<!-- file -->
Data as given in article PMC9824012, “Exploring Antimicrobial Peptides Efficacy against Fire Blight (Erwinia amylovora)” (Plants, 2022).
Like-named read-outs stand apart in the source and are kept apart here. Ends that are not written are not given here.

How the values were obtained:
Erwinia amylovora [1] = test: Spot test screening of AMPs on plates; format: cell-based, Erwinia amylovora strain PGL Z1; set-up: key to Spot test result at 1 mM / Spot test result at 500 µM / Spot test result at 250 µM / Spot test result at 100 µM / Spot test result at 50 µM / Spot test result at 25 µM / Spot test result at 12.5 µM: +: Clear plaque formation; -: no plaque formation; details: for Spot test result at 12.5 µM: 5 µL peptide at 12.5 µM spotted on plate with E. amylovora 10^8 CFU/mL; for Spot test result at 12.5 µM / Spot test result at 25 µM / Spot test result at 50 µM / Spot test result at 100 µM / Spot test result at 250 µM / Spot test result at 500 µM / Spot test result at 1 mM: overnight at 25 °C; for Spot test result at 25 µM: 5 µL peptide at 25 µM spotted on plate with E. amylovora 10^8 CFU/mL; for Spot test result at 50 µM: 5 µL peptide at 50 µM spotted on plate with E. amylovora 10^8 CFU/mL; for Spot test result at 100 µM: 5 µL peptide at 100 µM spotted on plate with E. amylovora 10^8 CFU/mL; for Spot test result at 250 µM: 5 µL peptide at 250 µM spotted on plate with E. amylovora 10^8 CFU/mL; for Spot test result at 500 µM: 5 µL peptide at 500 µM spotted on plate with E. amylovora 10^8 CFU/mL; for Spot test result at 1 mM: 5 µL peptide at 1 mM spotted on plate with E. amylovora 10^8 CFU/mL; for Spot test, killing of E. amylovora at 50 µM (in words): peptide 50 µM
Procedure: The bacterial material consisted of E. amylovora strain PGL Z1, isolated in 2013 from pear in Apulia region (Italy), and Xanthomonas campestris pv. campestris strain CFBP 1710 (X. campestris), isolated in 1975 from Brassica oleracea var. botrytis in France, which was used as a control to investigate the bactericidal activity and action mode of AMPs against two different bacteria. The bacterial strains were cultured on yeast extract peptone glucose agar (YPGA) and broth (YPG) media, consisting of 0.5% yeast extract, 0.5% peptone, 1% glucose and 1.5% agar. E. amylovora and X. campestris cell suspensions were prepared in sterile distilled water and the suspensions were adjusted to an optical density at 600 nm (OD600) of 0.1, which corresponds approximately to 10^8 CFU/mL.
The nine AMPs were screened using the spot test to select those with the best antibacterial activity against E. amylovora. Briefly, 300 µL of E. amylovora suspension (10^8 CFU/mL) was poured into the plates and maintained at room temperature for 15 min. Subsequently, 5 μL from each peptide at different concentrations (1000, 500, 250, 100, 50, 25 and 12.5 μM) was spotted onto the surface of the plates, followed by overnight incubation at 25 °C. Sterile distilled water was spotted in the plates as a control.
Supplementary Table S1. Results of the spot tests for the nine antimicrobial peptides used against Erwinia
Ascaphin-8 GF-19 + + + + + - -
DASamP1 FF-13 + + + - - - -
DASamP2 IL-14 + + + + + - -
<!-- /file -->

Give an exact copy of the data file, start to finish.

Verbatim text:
Data as given in article PMC9824012, “Exploring Antimicrobial Peptides Efficacy against Fire Blight (Erwinia amylovora)” (Plants, 2022).
Like-named read-outs stand apart in the source and are kept apart here. Ends that are not written are not given here.

How the values were obtained:
Erwinia amylovora [1] = test: Spot test screening of AMPs on plates; format: cell-based, Erwinia amylovora strain PGL Z1; set-up: key to Spot test result at 1 mM / Spot test result at 500 µM / Spot test result at 250 µM / Spot test result at 100 µM / Spot test result at 50 µM / Spot test result at 25 µM / Spot test result at 12.5 µM: +: Clear plaque formation; -: no plaque formation; details: for Spot test result at 12.5 µM: 5 µL peptide at 12.5 µM spotted on plate with E. amylovora 10^8 CFU/mL; for Spot test result at 12.5 µM / Spot test result at 25 µM / Spot test result at 50 µM / Spot test result at 100 µM / Spot test result at 250 µM / Spot test result at 500 µM / Spot test result at 1 mM: overnight at 25 °C; for Spot test result at 25 µM: 5 µL peptide at 25 µM spotted on plate with E. amylovora 10^8 CFU/mL; for Spot test result at 50 µM: 5 µL peptide at 50 µM spotted on plate with E. amylovora 10^8 CFU/mL; for Spot test result at 100 µM: 5 µL peptide at 100 µM spotted on plate with E. amylovora 10^8 CFU/mL; for Spot test result at 250 µM: 5 µL peptide at 250 µM spotted on plate with E. amylovora 10^8 CFU/mL; for Spot test result at 500 µM: 5 µL peptide at 500 µM spotted on plate with E. amylovora 10^8 CFU/mL; for Spot test result at 1 mM: 5 µL peptide at 1 mM spotted on plate with E. amylovora 10^8 CFU/mL; for Spot test, killing of E. amylovora at 50 µM (in words): peptide 50 µM
Procedure: The bacterial material consisted of E. amylovora strain PGL Z1, isolated in 2013 from pear in Apulia region (Italy), and Xanthomonas campestris pv. campestris strain CFBP 1710 (X. campestris), isolated in 1975 from Brassica oleracea var. botrytis in France, which was used as a control to investigate the bactericidal activity and action mode of AMPs against two different bacteria. The bacterial strains were cultured on yeast extract peptone glucose agar (YPGA) and broth (YPG) media, consisting of 0.5% yeast extract, 0.5% peptone, 1% glucose and 1.5% agar. E. amylovora and X. campestris cell suspensions were prepared in sterile distilled water and the suspensions were adjusted to an optical density at 600 nm (OD600) of 0.1, which corresponds approximately to 10^8 CFU/mL.
The nine AMPs were screened using the spot test to select those with the best antibacterial activity against E. amylovora. Briefly, 300 µL of E. amylovora suspension (10^8 CFU/mL) was poured into the plates and maintained at room temperature for 15 min. Subsequently, 5 μL from each peptide at different concentrations (1000, 500, 250, 100, 50, 25 and 12.5 μM) was spotted onto the surface of the plates, followed by overnight incubation at 25 °C. Sterile distilled water was spotted in the plates as a control.
Supplementary Table S1. Results of the spot tests for the nine antimicrobial peptides used against Erwinia
Ascaphin-8 GF-19 + + + + + - -
DASamP1 FF-13 + + + - - - -
DASamP2 IL-14 + + + + + - -